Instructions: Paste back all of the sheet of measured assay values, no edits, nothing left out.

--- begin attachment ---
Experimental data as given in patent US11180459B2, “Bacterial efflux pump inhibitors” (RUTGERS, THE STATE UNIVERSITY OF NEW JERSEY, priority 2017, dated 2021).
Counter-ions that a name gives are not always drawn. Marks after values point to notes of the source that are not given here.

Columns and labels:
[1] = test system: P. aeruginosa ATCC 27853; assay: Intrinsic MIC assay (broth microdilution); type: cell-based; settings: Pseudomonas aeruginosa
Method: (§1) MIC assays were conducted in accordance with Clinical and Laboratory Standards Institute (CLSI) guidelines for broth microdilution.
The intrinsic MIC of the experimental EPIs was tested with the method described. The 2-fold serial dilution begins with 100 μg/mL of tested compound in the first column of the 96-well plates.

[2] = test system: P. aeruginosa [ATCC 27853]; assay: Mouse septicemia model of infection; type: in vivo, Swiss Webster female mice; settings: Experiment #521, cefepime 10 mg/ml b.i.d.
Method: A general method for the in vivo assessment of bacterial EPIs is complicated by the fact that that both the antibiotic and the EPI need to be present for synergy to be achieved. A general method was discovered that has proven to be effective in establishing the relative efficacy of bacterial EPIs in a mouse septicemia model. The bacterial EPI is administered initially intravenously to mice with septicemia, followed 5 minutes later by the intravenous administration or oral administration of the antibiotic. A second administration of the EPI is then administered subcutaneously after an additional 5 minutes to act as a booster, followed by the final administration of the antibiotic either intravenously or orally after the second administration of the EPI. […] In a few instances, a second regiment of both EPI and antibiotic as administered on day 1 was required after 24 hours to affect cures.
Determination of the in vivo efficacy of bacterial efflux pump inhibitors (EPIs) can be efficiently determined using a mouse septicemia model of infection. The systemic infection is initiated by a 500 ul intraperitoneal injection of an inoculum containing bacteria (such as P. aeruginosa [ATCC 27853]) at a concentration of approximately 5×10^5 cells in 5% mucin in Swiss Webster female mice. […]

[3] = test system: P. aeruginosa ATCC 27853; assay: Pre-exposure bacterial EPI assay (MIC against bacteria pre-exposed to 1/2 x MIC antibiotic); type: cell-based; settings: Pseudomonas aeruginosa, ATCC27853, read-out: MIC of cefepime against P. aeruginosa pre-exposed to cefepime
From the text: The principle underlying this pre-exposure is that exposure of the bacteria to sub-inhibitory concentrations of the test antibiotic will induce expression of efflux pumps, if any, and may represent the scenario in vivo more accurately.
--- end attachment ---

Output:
Experimental data as given in patent US11180459B2, “Bacterial efflux pump inhibitors” (RUTGERS, THE STATE UNIVERSITY OF NEW JERSEY, priority 2017, dated 2021).
Counter-ions that a name gives are not always drawn. Marks after values point to notes of the source that are not given here.

Columns and labels:
[1] = test system: P. aeruginosa ATCC 27853; assay: Intrinsic MIC assay (broth microdilution); type: cell-based; settings: Pseudomonas aeruginosa
Method: (§1) MIC assays were conducted in accordance with Clinical and Laboratory Standards Institute (CLSI) guidelines for broth microdilution.
The intrinsic MIC of the experimental EPIs was tested with the method described. The 2-fold serial dilution begins with 100 μg/mL of tested compound in the first column of the 96-well plates.

[2] = test system: P. aeruginosa [ATCC 27853]; assay: Mouse septicemia model of infection; type: in vivo, Swiss Webster female mice; settings: Experiment #521, cefepime 10 mg/ml b.i.d.
Method: A general method for the in vivo assessment of bacterial EPIs is complicated by the fact that that both the antibiotic and the EPI need to be present for synergy to be achieved. A general method was discovered that has proven to be effective in establishing the relative efficacy of bacterial EPIs in a mouse septicemia model. The bacterial EPI is administered initially intravenously to mice with septicemia, followed 5 minutes later by the intravenous administration or oral administration of the antibiotic. A second administration of the EPI is then administered subcutaneously after an additional 5 minutes to act as a booster, followed by the final administration of the antibiotic either intravenously or orally after the second administration of the EPI. […] In a few instances, a second regiment of both EPI and antibiotic as administered on day 1 was required after 24 hours to affect cures.
Determination of the in vivo efficacy of bacterial efflux pump inhibitors (EPIs) can be efficiently determined using a mouse septicemia model of infection. The systemic infection is initiated by a 500 ul intraperitoneal injection of an inoculum containing bacteria (such as P. aeruginosa [ATCC 27853]) at a concentration of approximately 5×10^5 cells in 5% mucin in Swiss Webster female mice. […]

[3] = test system: P. aeruginosa ATCC 27853; assay: Pre-exposure bacterial EPI assay (MIC against bacteria pre-exposed to 1/2 x MIC antibiotic); type: cell-based; settings: Pseudomonas aeruginosa, ATCC27853, read-out: MIC of cefepime against P. aeruginosa pre-exposed to cefepime
From the text: The principle underlying this pre-exposure is that exposure of the bacteria to sub-inhibitory concentrations of the test antibiotic will induce expression of efflux pumps, if any, and may represent the scenario in vivo more accurately.